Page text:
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1523Re: Science and Satan

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  • huntrgathrer
    May 1, 2007
      Hi Rob - I'm going to save you and myself a great deal of time and
      frustration, by refraining from going down this road with you. My
      purpose for persuing discussion in a group such as this, was and is
      to compare and/or contrast my views, as a Bible believing christian,
      with others who also believe the Holy Bible (in it's entire-ity) to
      be the word of God.

      Implicit in this, would be the fact that the person I would go to the
      time and trouble to wrestle over the meaning of these scriptures
      with, would also believe that Jesus Christ is who He says He is - and
      that Jesus is the only possible means of salvation for mankind,
      collectively and individually. You, it seems do not agree with any of
      the forgoing, and have made it amply clear that nothing I can say
      will disuade you from such views.

      While I do not want to be offensive to you (you really seem to be a
      genuinely nice and intelligent person) I must point out the following
      facts that have led me to decide not to indulge in this discussion

      Fact : You are not a professing christian, you reject the entire New
      Testament, and you are attempting to portray Satan as something less
      than the scriptures clearly state that he IS, among which are as

      A) He was an angelic being that chose evil and led an open rebellion
      against God the Father and failed to impose his desire to reign in
      God's stead,and was cast out of heaven.

      B) He was the one who tempted Eve in the garden, saying "ye shall not
      surely die",thus, He is the father of lies - and he has continued to
      lie and to tempt mankind to defy God's will from that day forth.

      C) He is the father of murder and it was he who led Cain to slay his

      D) He is the Accuser - he is the Slanderer - he is the Destroyer -he
      is evil personified -he is the prince of this world for the present,
      and thus we see his bloody tracks across the pages of human history
      right up to the present time... But Christ will soon return in power
      and glory - at which time he will throw down this evil being.

      Satan's is an enemy to God, man, and all righteousness. His ultimate
      fate is sealed. He will spend eternity suffering for his crimes, and
      frankly, for you to attempt to portray him as merely an agent of
      Heavenly Father is both wrong, and disturbing and it is not something
      I feel inclined to dignify with serious consideration or discussion.

      You are in the unenviable position of trying to ascribe to the One
      True God a nature that includes evil. All I can do is urge you to
      abandon such views, and beg God's forgiveness for teaching such
      foolishness. I will pray that you wake up to the danger of such a
      doctrine. If not, your's is a fool's errand - and I leave you to it.

      I leave you this final warning -it is a fearful thing to fall into
      the hands of the Living God. May you seek Him and allow Him into your
      heart while you still can.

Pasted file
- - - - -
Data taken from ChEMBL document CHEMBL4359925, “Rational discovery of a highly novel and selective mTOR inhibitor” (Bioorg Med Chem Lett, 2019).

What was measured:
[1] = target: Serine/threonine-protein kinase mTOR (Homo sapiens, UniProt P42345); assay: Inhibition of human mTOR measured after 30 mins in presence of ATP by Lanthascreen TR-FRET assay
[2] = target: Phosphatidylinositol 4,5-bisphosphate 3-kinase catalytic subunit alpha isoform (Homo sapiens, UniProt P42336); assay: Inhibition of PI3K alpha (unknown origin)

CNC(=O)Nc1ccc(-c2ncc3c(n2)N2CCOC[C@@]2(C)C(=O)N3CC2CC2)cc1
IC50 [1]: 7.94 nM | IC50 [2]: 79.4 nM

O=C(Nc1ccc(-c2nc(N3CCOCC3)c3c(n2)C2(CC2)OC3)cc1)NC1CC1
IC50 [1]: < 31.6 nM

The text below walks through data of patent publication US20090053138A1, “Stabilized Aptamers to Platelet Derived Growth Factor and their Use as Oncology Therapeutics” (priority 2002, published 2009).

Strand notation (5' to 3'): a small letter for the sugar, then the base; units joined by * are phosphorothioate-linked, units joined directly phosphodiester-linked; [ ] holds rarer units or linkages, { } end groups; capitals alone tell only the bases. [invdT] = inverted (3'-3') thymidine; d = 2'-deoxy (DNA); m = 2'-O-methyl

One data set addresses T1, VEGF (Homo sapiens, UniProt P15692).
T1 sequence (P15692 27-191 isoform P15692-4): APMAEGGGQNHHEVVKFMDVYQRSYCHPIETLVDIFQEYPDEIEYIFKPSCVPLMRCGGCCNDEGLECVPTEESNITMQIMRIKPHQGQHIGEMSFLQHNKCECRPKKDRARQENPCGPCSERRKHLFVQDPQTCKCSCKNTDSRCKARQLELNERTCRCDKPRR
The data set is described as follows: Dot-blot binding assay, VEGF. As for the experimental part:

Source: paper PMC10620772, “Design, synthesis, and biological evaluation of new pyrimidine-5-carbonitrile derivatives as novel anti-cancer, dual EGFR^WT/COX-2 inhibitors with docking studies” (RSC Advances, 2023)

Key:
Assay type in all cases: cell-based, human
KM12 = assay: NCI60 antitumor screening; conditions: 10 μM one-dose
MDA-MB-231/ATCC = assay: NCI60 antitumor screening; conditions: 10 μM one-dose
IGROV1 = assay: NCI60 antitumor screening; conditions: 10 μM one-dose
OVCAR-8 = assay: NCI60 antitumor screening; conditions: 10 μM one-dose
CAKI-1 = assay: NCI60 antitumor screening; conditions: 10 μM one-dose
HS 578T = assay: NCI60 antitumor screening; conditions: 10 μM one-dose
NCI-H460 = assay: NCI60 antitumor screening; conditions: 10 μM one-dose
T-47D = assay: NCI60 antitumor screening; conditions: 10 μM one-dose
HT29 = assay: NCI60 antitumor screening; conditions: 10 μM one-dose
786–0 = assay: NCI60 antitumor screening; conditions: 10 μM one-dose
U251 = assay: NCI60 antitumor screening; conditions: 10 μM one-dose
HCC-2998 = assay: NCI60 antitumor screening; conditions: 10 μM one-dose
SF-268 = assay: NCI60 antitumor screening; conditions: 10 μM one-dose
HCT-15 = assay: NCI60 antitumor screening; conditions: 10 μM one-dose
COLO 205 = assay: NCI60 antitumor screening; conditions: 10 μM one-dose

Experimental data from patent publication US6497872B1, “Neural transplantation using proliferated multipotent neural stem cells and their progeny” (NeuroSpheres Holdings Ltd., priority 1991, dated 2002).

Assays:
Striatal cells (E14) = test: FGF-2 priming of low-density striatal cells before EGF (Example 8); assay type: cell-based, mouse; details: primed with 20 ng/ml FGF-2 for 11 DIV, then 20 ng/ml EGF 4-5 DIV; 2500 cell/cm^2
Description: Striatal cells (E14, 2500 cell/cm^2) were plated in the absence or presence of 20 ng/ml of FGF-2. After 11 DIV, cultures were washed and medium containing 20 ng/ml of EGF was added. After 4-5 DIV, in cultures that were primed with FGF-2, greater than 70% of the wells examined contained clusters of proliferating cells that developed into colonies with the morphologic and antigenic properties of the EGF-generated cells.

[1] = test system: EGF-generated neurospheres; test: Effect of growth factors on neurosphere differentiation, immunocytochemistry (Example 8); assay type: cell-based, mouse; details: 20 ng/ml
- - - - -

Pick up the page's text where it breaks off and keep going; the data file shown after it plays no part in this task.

God bless,

      --- In biblicalapologetics@yahoogroups.com, Robert Nusom
      <caliburndulac@...> wrote:
      > HG,
      > I have looked at the scripture that you offered and
      > have enclosed my comments regarding it. When time
      > permits, I will offer up some scripture of my own,
      > showing that God is all powerful and that he and he
      > alone is the father both of good and evil.
      > By way of logical argument, let me add the following:
      > In the Christian view, God created the angels, and
      > about a third of them went bad, rising up against him.
      > He created mankind and we all turned bad. Such a God
      > is hardly omniscient and certainly not in control of
      > his creation. In my view, one that I believe is
      > better supported in the Hebrew Scriptures, God created
      > the angels, and they did as he told them. Then God
      > created man with the expectation of having a free will
      > and gave us a choice in the matter by placing the tree
      > of the knowledge of good and evil and telling us not
      > to eat from it. Of course, God knew exactly what he
      > was doing and what we would do. In other words,
      > everything worked and works exactly by design.
      > I do apologize that I am not showing my own scriptural
      > references here, but simply responding to those that
      > you offer. However, given that your list pretty much
      > covers every reference to Satan in the Hebrew
      > Scriptures, I think it is an excellent place to begin
      > the dialog. I should say, as I will elaborate on
      > later, that many of these references have nothing to
      > do with Satan at all, but are interpretations of
      > Satanic influence arrived at by way of the Christian
      > Scriptures and have no basis in the Hebrew Scriptures.
      > In a future post (hopefully tonight), I will outline
      > a more proactive approach to the discussion, showing
      > that God and God alone is the originator of both good
      > and evil, that everything is under his control, that
      > he needs no evil counterpart. God is simply God, he
      > is everything, good, evil, love, hate, everything. As
      > men, we have to choose which of these things we will
      > be a part of, but God gives us a very broad choice of
      > things to choose from. I believe he hopes that we
      > will opt for the good, but he gives us a choice.
      > Gen 3: 1-15; refers to the events in the Garden of